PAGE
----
Irritable bowel syndrome (IBS) is a common condition that affects the digestive system.
It causes symptoms like stomach cramps, bloating, diarrhoea and constipation. These tend to come and go over time, and can last for days, weeks or months at a time.
It can be very frustrating to live with and can have a big impact on your everyday life. It can be a lifelong problem.
There's no cure, but diet changes and medicines can often help control the symptoms.
The exact cause is unknown but IBS has been linked to things like:
- food passing through your gut too quickly or too slowly
- oversensitive nerves in your gut
- a family history of IBS
Symptoms of irritable bowel syndrome (IBS)
The main symptoms of IBS are:
- stomach pain or cramps – usually worse after eating and better after doing a poo
- bloating – your tummy may feel uncomfortably full and swollen
- diarrhoea – you may have watery poo and sometimes need to poo suddenly
- constipation – you may strain when pooing and feel like you cannot empty your bowels fully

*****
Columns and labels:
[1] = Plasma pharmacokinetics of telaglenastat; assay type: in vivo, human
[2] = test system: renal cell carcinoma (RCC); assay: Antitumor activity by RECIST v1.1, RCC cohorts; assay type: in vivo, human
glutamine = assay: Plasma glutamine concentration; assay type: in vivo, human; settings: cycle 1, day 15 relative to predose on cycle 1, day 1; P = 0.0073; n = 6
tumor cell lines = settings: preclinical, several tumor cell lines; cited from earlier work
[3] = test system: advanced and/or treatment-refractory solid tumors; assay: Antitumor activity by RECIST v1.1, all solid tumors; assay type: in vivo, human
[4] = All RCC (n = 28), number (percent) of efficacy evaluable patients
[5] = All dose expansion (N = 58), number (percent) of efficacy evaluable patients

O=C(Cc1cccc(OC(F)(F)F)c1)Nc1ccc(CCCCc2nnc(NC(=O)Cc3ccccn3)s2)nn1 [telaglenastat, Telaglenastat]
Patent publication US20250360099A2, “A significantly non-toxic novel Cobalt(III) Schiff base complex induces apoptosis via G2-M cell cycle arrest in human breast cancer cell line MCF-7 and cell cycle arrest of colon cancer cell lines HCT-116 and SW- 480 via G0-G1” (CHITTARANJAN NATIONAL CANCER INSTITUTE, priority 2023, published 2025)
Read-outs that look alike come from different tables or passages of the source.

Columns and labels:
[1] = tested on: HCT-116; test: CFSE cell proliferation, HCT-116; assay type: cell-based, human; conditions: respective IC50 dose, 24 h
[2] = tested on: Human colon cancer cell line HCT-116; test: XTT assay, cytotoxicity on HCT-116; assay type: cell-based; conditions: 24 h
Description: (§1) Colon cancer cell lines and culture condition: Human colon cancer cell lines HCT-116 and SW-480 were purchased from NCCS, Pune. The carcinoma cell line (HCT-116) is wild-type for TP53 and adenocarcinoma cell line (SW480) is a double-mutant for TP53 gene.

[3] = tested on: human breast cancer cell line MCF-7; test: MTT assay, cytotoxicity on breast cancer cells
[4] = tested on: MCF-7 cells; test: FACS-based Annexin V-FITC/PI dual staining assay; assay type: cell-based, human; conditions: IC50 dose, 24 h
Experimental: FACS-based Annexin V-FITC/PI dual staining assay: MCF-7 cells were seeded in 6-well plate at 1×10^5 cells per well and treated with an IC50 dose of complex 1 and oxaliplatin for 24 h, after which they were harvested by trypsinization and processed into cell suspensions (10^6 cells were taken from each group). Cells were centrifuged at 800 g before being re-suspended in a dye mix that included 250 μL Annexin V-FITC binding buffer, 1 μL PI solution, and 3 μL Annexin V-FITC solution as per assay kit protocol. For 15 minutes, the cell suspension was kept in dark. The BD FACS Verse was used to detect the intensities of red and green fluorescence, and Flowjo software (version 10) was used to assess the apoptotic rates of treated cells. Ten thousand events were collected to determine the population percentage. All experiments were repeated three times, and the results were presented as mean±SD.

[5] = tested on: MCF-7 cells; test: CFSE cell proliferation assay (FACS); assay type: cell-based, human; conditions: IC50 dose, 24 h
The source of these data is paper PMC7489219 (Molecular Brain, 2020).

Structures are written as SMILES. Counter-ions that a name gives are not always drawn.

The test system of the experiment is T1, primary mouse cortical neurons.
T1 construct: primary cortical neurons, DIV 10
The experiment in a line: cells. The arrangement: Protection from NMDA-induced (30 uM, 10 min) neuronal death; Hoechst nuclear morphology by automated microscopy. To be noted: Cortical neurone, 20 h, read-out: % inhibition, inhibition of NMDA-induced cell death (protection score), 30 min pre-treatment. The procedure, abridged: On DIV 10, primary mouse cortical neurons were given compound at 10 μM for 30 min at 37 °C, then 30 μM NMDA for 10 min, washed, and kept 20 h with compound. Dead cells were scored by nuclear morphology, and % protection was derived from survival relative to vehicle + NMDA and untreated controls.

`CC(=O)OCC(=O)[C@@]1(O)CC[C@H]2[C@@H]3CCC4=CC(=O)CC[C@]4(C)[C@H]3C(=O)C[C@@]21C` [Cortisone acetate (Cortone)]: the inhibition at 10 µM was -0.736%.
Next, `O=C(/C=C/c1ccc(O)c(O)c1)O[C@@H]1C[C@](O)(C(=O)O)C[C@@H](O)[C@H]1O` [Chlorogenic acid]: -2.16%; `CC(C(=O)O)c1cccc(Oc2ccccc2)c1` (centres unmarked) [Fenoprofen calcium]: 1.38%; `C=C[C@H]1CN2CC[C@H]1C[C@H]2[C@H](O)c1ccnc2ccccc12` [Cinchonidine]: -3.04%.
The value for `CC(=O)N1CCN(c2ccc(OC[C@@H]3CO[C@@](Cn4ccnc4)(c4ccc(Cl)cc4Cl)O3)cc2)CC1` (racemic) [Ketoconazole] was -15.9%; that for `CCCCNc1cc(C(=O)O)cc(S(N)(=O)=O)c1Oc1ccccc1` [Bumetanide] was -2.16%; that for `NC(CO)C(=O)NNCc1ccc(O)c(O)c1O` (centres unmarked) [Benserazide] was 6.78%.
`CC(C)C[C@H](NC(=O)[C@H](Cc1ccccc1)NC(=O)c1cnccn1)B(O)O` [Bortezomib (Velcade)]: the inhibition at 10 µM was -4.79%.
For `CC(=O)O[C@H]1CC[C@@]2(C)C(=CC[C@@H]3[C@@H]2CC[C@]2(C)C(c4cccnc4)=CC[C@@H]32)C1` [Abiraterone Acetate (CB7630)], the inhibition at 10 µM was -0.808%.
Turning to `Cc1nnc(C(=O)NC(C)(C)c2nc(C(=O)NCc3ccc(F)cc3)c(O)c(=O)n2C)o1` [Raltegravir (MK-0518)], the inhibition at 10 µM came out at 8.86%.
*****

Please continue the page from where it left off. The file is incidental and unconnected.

There may be days when your symptoms are better and days when they're worse (flare-ups). They may be triggered by food or drink.
What can trigger IBS symptoms
IBS flare-ups can happen for no obvious reason.
Sometimes they have a trigger like:
- certain foods, such as spicy or fatty food
- stress and anxiety
Other symptoms of IBS
Other symptoms of IBS can include:
- farting (flatulence)
- passing mucus from your bottom
- tiredness and a lack of energy
- feeling sick (nausea)
- needing to pee often, sudden urges to pee, and feeling like you cannot fully empty your bladder
- not always being able to control when you poo (incontinence)
See a GP if you think you might have IBS
They can check for IBS and do some tests to rule out other problems.
Urgent advice: Ask for an urgent appointment if you have:
- lost a lot of weight for no reason
- bleeding from your bottom or bloody diarrhoea
- a hard lump or swelling in your tummy
- shortness of breath, noticeable heartbeats (palpitations) and pale skin
These could be signs of something more serious.
Content supplied by the NHS and adapted for Ireland by the HSE